Experiential learning opportunities lack in the curriculum


Photo by Emily Goldstein ’23

At the Island School students were able to study biodiversity in a hands-on approach by scuba diving with various animals.

I sit in the class with my eyes glued to the minute hand of the clock, waiting anxiously for the bell to ring and end class. I look around the room and the rest of my classmates are nodding off sleep desperately trying to stay engaged. It’s not that I’m bored or not enjoying what I’m learning, but I can only stay interested sitting down in a classroom environment for so long. According to a study done by Live Science, about 30% of high schoolers indicate that they are bored due to a lack of interaction with the material and their teachers. If Staples were to offer experiential learning opportunities for students it would allow for more meaningful education and life skills. 

Over the summer, I was fortunate enough to be admitted to study abroad for 6 weeks through a program called The Island School. I studied environmental science with hands-on learning while also meeting students who shared the same passions as me without the distraction of technology. The Island School also offers 100 day semester long opportunities for high schoolers to study marine biology as well as continue with the traditional classes in a completely life changing environment. On a larger scale, there are many other outdoor semester schools as well as study abroad opportunities available to high schoolers. 

Getting kids out of the classroom is not only beneficial for mental health but allows for them to actually remain interested in what they are studying. ”

— Emily Goldstein '23

Many public schools however, including Staples, do not allow for the transferring of credits making this option extremely difficult. If Staples was more lenient with transferring grades, students would gain skills of independence and leadership that just aren’t there in a traditional classroom setting. According to a study by The Institute for International Education of Students (IES), 95% of students who went abroad during high school reported their experience served as a catalyst for increased maturity, 96% reported increased self confidence and 95% said it had a lasting impact on their worldview.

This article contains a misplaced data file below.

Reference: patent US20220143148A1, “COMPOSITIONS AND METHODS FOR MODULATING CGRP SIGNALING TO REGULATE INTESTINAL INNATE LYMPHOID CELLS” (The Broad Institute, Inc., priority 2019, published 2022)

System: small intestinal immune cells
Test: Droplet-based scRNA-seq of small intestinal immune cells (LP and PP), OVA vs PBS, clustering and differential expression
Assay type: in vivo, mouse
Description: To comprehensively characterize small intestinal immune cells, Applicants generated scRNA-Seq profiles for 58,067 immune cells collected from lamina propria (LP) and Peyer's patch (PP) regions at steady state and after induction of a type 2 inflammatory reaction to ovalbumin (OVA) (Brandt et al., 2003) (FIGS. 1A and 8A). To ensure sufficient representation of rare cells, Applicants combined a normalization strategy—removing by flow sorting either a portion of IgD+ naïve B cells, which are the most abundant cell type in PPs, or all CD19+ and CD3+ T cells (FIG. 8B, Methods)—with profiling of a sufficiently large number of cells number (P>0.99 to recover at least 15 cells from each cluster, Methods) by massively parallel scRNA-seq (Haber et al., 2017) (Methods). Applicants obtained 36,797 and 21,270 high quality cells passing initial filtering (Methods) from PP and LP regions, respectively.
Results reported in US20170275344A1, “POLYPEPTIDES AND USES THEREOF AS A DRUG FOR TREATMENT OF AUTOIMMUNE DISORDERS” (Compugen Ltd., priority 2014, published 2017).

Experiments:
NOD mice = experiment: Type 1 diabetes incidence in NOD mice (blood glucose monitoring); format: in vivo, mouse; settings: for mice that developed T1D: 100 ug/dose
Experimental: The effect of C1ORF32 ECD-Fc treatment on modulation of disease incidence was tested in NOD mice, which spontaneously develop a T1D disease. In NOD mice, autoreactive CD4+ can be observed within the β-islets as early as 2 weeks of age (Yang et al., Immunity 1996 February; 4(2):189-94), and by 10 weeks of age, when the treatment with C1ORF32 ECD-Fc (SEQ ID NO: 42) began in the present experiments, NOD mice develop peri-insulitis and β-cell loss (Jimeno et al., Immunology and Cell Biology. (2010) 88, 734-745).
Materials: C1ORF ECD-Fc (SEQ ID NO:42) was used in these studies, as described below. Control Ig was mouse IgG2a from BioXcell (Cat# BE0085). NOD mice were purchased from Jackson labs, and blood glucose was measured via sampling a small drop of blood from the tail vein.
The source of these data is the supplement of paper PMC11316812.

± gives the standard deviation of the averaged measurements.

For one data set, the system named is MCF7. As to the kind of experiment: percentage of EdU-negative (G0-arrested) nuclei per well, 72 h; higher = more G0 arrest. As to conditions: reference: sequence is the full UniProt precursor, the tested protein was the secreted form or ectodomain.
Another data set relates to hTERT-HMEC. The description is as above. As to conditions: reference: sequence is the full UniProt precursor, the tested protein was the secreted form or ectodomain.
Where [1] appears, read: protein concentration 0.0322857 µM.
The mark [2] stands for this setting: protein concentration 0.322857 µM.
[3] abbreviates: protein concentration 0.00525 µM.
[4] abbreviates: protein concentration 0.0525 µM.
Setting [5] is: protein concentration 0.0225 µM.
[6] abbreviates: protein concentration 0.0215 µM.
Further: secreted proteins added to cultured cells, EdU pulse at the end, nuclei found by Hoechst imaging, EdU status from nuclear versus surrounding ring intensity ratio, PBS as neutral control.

Semester students at the Island School also learned how to live well in a place by studying the aquaponics system of food. This system was an extremely more sustainable farming technique for lettuce and other vegetables. (Photo by Emily Goldstein ’23)

In addition to leniency toward study abroad opportunities, internships for specific classes could be another beneficial addition to increase field study. Various classes could partner with local businesses or organizations in order to increase engagement with the material. Getting kids out of the classroom is not only beneficial for mental health but allows for them to actually remain interested in what they are studying. 

If Staples were to add both study abroad opportunities and more internships students would gain more experience before they are sent off to college and the real world.